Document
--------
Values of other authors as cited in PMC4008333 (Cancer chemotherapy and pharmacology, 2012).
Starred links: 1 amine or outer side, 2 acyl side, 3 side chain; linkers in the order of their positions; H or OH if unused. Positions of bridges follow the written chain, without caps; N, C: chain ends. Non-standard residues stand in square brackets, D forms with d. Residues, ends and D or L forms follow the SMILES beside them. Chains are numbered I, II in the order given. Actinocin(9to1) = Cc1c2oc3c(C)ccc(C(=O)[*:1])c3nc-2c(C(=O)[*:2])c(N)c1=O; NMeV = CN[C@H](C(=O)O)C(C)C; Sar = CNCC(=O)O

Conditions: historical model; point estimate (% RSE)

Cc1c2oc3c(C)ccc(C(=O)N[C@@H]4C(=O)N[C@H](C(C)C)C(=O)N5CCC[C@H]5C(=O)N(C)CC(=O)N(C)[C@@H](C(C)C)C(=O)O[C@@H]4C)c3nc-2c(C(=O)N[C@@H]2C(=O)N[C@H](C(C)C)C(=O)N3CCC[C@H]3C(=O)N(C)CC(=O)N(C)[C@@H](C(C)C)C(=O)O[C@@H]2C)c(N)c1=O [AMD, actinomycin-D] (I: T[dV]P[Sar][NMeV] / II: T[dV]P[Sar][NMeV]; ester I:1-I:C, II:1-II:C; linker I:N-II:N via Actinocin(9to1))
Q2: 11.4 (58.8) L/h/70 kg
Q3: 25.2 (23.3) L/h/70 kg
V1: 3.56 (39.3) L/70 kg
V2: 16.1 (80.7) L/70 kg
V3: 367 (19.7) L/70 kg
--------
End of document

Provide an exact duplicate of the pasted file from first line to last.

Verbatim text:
Values of other authors as cited in PMC4008333 (Cancer chemotherapy and pharmacology, 2012).
Starred links: 1 amine or outer side, 2 acyl side, 3 side chain; linkers in the order of their positions; H or OH if unused. Positions of bridges follow the written chain, without caps; N, C: chain ends. Non-standard residues stand in square brackets, D forms with d. Residues, ends and D or L forms follow the SMILES beside them. Chains are numbered I, II in the order given. Actinocin(9to1) = Cc1c2oc3c(C)ccc(C(=O)[*:1])c3nc-2c(C(=O)[*:2])c(N)c1=O; NMeV = CN[C@H](C(=O)O)C(C)C; Sar = CNCC(=O)O

Conditions: historical model; point estimate (% RSE)

Cc1c2oc3c(C)ccc(C(=O)N[C@@H]4C(=O)N[C@H](C(C)C)C(=O)N5CCC[C@H]5C(=O)N(C)CC(=O)N(C)[C@@H](C(C)C)C(=O)O[C@@H]4C)c3nc-2c(C(=O)N[C@@H]2C(=O)N[C@H](C(C)C)C(=O)N3CCC[C@H]3C(=O)N(C)CC(=O)N(C)[C@@H](C(C)C)C(=O)O[C@@H]2C)c(N)c1=O [AMD, actinomycin-D] (I: T[dV]P[Sar][NMeV] / II: T[dV]P[Sar][NMeV]; ester I:1-I:C, II:1-II:C; linker I:N-II:N via Actinocin(9to1))
Q2: 11.4 (58.8) L/h/70 kg
Q3: 25.2 (23.3) L/h/70 kg
V1: 3.56 (39.3) L/70 kg
V2: 16.1 (80.7) L/70 kg
V3: 367 (19.7) L/70 kg